Consumer and societal demands for poultry produced in other than currently conventional systems is increasing. For a variety of reasons, both real and perceived, people increasingly want access to poultry products that they believe to be safe, healthy, humanely produced and, often, locally grown. A recent initiative, School Food FOCUS, is dedicated to seeking, for lunch programs in the country’s 40 largest school districts, whole-muscle poultry products raised with specific growing criteria in systems that also provide humane worker conditions. I was invited, with PSA support and a poultry industry representative, to provide FOCUS science-based information as it developed its buying criteria.
Consumer initiatives such as FOCUS will not decrease, and it will require expertise from university, USDA and industry scientists to help meet such efforts in ways that are sustainable for both industry and society. Could, for example, a major broiler producer opt to add to its conventional contract growers several dispersed smaller-scale operations at the local level? Would it be economically feasible? How might it affect global disease transmission? Could it increase market share, name recognition and goodwill among consumers, ultimately adding to profitability? Questions such as these are just examples, but they can be tested using transdisciplinary approaches with broad collaboration.
Looking through different lenses doesn’t necessarily mean impulsively abandoning current practices in favor of something that seems better on the surface. For example, some consumers have long pushed to abandon cages in layer operations because they think cage-free and free-range are more desirable than conventional cages for hen welfare. In the recent agreement between United Egg Producers and the Humane Society of the United States, enriched colony cages are identified as the standard in proposed federal legislation. There are several issues with this agreement, not the least of which is the push for federal regulation of a practice on which research is not conclusive.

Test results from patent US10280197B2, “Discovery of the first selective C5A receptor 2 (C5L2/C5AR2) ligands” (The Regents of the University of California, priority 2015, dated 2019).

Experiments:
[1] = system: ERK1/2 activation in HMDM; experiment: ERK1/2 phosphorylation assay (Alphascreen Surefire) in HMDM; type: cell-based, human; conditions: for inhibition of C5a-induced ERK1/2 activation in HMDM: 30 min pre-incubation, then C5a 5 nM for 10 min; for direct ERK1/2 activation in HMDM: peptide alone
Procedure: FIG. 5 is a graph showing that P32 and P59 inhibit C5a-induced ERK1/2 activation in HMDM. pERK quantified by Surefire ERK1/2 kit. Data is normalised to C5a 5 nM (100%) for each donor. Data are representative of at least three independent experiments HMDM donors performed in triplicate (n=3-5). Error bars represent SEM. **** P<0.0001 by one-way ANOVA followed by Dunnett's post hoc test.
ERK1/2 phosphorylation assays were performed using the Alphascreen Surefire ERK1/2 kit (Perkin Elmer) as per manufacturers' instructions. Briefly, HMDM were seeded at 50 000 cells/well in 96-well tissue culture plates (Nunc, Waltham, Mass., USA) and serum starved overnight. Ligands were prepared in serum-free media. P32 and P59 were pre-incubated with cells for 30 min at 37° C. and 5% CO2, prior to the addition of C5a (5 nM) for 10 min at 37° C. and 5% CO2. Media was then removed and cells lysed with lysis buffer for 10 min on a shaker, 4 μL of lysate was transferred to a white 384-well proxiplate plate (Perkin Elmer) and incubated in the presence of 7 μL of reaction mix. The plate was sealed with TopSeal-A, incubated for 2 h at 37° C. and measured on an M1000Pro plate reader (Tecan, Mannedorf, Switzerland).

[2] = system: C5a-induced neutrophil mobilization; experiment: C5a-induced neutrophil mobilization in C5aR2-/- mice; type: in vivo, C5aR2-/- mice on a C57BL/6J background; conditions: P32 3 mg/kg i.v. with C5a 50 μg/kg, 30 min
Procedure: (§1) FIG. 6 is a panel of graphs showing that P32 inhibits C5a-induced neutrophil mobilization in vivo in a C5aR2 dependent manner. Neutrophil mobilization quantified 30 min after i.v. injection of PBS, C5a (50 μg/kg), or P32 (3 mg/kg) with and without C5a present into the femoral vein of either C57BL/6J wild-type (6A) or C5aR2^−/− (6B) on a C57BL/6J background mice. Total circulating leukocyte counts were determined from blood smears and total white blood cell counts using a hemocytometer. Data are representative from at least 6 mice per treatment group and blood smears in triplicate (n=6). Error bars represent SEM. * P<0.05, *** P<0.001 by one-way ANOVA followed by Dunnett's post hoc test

Cage-free has been shown to be inferior to various cage systems with regard to carbon footprint, ammonia production, pest control and disease (Xin et al., 2010), and even the best-managed colony cage systems are not necessarily optimal for all strains under all conditions (Lay et al., 2010). In addition, the current UEP certification that prohibits feed/water-withdrawal molting practices is already “complied with by a majority of egg producers” (UEP-HSUS Agreement). Pushing to legislate a practice that could well become outmoded as new research produces new understanding seems not only risky but likely unnecessary.
Many other production practices could fall under this same scenario, so identifying the questions and developing the appropriate research initiatives will be critical going forward, and this must be done in a concerted effort among industry, university and government scientists, consumers and other stakeholders.